What's on Tap

What's on Tap

Secret rooms revealed on behind-the-scenes State Capitol tour

Posted August 9, 2014 5:00 a.m. EDT

This narrow spiral staircase leads to secret rooms in the House attic. Tour guide Tiffianna Honsinger, who gives behind-the-scenes tours of the State Capitol, says she warns visitors about the staircase: "I like to tell people, ‘If you’re afraid of the dark or tight spaces, then you need to let me know because I’m going to find out in just a second.'"

— Hidden deep inside the State Capitol are steep staircases that lead to secret rooms and dark attics littered with broken whiskey bottles and names carved into wooden walls. These spaces, filled with North Carolina's history, are typically off limits, even to tour groups.

But a few times a year, the State Capitol opens its doors for behind-the-scenes tours that leave little to the imagination. State Capitol Historian Tiffianna Honsinger leads the tours and says she has to warn visitors about what they're going to experience.

"I like to tell people, ‘If you’re afraid of the dark or tight spaces, then you need to let me know, because I’m going to find out in just a second,'" she said.

Honsinger is giving four behind-the-scenes tours on Saturday, and they are all sold out. The next behind-the-scenes tour is scheduled for Sept. 20 at 9:15 a.m., 11:15 a.m., 1:15 p.m. and 3:15 p.m. Each tour is limited to 10 people due to the tight spaces. Children under 10 are not allowed. Tickets are $15 each.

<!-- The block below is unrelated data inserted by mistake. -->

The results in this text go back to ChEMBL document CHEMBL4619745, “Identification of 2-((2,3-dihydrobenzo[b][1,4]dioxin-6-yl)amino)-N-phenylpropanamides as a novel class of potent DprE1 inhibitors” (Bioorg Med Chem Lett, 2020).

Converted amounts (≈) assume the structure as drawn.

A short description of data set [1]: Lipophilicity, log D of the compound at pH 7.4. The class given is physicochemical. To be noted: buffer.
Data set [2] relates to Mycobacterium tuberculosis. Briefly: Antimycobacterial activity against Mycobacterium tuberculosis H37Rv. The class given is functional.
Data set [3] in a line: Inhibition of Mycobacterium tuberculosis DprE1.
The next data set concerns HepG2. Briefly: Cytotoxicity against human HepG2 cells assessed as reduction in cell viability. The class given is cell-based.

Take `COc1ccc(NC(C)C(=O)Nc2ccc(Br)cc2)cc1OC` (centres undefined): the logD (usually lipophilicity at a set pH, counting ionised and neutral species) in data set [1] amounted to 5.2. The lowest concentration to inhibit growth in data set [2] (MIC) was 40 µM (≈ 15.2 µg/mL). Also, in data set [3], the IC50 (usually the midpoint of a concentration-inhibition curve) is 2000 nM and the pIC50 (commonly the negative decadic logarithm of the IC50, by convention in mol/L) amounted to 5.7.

The one-hour tour takes visitors inside the governor's suite, outdoor porticoes and some of the attic space. Honsinger gave WRAL a preview of the tour on Thursday.

"The stairs are wooden and very old, so you’ll feel them dip in places," she warned before making her way up the steep stairs.

"Jump over the edge of the stairwell," she instructed, before making the tricky step from the stairs into a small door in the wall that leads to a porthole overlooking the rotunda.

"If you want, I offer to people on the tour to scoot on their stomachs and take a picture," she said.

Anyone taking the tour should wear comfortable clothes and shoes due to the amount of walking in tight, hot spaces.

"It’s quite a maneuvering feat," Honsinger said.

The State Capitol's mission is to preserve and interpret the history, architecture and functions of the 1840 building and Union Square. The Capitol is surrounded by Edenton, Salisbury, Morgan and Wilmington streets. For more information about the behind-the-scenes tour and regular group tours, visit www.nchistoricsites.org/capitol or call 919-733-4994.